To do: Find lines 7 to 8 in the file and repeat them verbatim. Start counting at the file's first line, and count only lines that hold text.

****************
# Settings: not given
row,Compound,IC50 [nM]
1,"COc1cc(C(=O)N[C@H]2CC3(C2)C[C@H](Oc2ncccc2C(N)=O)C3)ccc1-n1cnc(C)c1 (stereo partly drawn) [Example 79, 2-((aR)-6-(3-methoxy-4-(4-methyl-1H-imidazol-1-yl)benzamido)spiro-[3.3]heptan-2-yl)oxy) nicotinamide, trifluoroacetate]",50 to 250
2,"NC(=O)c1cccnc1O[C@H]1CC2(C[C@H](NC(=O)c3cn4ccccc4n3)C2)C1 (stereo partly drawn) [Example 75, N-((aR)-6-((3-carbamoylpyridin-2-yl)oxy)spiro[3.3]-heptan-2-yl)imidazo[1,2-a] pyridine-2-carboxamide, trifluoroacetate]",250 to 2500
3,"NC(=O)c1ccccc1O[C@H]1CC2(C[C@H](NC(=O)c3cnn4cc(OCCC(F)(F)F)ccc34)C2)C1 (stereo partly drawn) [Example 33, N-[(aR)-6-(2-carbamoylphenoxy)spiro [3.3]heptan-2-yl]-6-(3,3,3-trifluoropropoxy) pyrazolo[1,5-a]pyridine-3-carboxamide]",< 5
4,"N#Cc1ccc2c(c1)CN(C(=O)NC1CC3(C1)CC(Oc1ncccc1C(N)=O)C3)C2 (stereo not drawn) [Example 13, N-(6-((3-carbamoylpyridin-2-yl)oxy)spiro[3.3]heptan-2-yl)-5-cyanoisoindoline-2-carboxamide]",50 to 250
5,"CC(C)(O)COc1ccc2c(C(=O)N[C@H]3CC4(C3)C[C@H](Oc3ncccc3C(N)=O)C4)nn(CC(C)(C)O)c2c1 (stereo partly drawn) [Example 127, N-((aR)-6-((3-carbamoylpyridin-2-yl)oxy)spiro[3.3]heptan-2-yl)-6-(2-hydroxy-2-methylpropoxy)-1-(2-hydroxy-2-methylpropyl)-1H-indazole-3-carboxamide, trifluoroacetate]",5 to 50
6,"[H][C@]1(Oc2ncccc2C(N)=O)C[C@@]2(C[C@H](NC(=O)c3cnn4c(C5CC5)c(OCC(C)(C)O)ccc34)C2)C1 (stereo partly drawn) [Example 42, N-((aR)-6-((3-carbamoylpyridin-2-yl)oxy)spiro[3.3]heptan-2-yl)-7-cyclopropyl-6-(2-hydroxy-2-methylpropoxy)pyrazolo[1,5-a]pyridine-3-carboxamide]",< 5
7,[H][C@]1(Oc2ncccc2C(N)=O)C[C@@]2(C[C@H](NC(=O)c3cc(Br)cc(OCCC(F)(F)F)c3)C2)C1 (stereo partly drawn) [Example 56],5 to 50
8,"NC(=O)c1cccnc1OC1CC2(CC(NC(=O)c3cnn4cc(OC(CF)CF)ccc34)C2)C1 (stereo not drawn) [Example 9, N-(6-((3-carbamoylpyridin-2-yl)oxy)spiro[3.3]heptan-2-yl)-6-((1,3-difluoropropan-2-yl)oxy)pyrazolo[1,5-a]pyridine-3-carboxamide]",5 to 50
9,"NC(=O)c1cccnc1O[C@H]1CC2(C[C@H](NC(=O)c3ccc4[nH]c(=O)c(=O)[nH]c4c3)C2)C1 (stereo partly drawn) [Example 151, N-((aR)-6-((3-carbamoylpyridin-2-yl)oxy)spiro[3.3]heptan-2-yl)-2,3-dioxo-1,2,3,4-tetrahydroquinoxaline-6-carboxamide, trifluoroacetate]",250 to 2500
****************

5,"CC(C)(O)COc1ccc2c(C(=O)N[C@H]3CC4(C3)C[C@H](Oc3ncccc3C(N)=O)C4)nn(CC(C)(C)O)c2c1 (stereo partly drawn) [Example 127, N-((aR)-6-((3-carbamoylpyridin-2-yl)oxy)spiro[3.3]heptan-2-yl)-6-(2-hydroxy-2-methylpropoxy)-1-(2-hydroxy-2-methylpropyl)-1H-indazole-3-carboxamide, trifluoroacetate]",5 to 50
6,"[H][C@]1(Oc2ncccc2C(N)=O)C[C@@]2(C[C@H](NC(=O)c3cnn4c(C5CC5)c(OCC(C)(C)O)ccc34)C2)C1 (stereo partly drawn) [Example 42, N-((aR)-6-((3-carbamoylpyridin-2-yl)oxy)spiro[3.3]heptan-2-yl)-7-cyclopropyl-6-(2-hydroxy-2-methylpropoxy)pyrazolo[1,5-a]pyridine-3-carboxamide]",< 5